The politics of human beings tries to convince us that we need to invest in their party so that, as in this presidential race, the right man is elected into power so that he can fulfill his promise to control the forces of the economy, to control the actions of our enemies, to direct the destiny of this country to our liking.  The politics of human beings plays on our fears and raises our anxieties about what the “other guy” is going to do to take away our jobs, our freedoms and our security.  This human politics leads us to horde and guard what we have.

The politics of God’s Kingdom proclaims that the right Man has already been crucified, resurrected and ascended, so that all powers and principalities are under His control, and that the eternal destiny of the saints and the cosmos are under His control.  The politics of God’s Kingdom proclaims that we have been elected as citizens of God’s Kingdom, invited to live into the resurrection power of Christ that frees us from our fears and anxieties about our economy, our enemies, our security and our future.  As we know and experience Christ in this way, the eyes of our heart may be enlightened so that we may know God’s hope, God’s riches and God’s incomparable power.  Given these riches, we are not prompted to horde, but to share and to give.

A villager left town and noticed a monk, a wandering peasant who, having attained enlightenment, understands that the whole world is our home, the sky is our roof, and God is our Father who looks after us.  With only a few clothes and a knapsack, this monk moves from place to place the way you and I would move from one room to another in our houses. 

The villager greeted the monk and said, “I can’t believe it!” 

And the monk replied, “What is this you cannot believe?” 

The villager said, “I had a dream about you last night.  I dreamed that the Lord said to me, ‘Tomorrow morning, you leave the village around 11 o’clock, and you’ll run into a wandering monk.’  And here I’ve met you!”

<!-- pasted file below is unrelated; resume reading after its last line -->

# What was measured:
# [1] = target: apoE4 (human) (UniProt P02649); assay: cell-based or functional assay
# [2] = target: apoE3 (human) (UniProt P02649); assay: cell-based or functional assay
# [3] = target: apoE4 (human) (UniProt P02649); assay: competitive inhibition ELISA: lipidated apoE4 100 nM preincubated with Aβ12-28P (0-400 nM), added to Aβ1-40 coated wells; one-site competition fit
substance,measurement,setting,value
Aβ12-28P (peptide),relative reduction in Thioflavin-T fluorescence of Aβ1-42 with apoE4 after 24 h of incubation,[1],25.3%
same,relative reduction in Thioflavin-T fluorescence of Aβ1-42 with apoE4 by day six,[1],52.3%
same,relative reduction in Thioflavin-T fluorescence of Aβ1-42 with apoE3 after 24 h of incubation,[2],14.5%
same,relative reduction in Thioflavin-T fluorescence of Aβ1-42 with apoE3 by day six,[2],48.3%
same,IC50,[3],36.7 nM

“What else did the Lord say to you?” asked the monk. 

The villager replied, “God said to me, if the monk gives you a precious stone, you will be the richest person in the whole world.  So will you give me the stone?” 

The monk said, “Wait a minute,” and rummaged through the knapsack.  After a minute, the monk pulled out a stone and asked, “Would this be the stone that you’re talking about?” 

The villager gazed at the stone in wonder.  It was a diamond, probably the largest diamond in the whole world, for it was as large as a person’s head.  The villager held the diamond and said, “Can I have this?” 

The monk answered, “Of course!  I found it in the forest.  You’re welcome to it!”  And the monk went on and sat under a tree on the outskirts of the village. 

The villager took the diamond and walked away.  Such great joy!  But then, instead of going home, the villager sat under a tree himself, totally immersed in thought.  Toward evening, the villager went back to the monk, whom he found still sitting under a tree. 

Handing the diamond back to the monk, the villager asked, “Could you do me a favor?” 

“What is it?” said the monk. 

The villager replied, “Could you give me the riches that make it possible for you to give this thing away so easily?”[2]

In the coming days and weeks, will you ask God for the riches to make it possible for you to give this thing away so easily?  Only you and God know what “this thing” is in your life.  It may be the power of a political ideology.  It could be economic power in the form of material possessions and wealth.  Or it could be any other power that continues to bind you – the power of fear from dangers, the power of anxiety about the future, the power of needing love and approval from others.  Will you stop investing in those powers, but instead, invest in God’s Kingdom?

As we come now to the service of the Lord’s Supper, may the eyes of your heart be enlightened in order that you may know the hope to which he has called you, the riches of his glorious inheritance in the saints, and his incomparably great power that is above all powers.  May we come to this Table declaring our allegiance to the King whose crown is a crown of thorns, whose scepter is a shepherd’s staff, whose power is the power of service, and whose riches is invested in us by the giving of His life.  This Tuesday, we may vote differently; but always, we are united by the one body and blood of Christ.  As we receive these elements, let us be reminded that the riches we have are the result of Christ’s sacrifice, even as we consider our investment in God’s Kingdom.  Amen.

[1] http://www.opensecrets.org/pres12/index.php, accessed November 2, 2012.

[2] Originally told by Anthony de Mello, http://anthony-de-mello.blogspot.com/2007/11/diamond.html.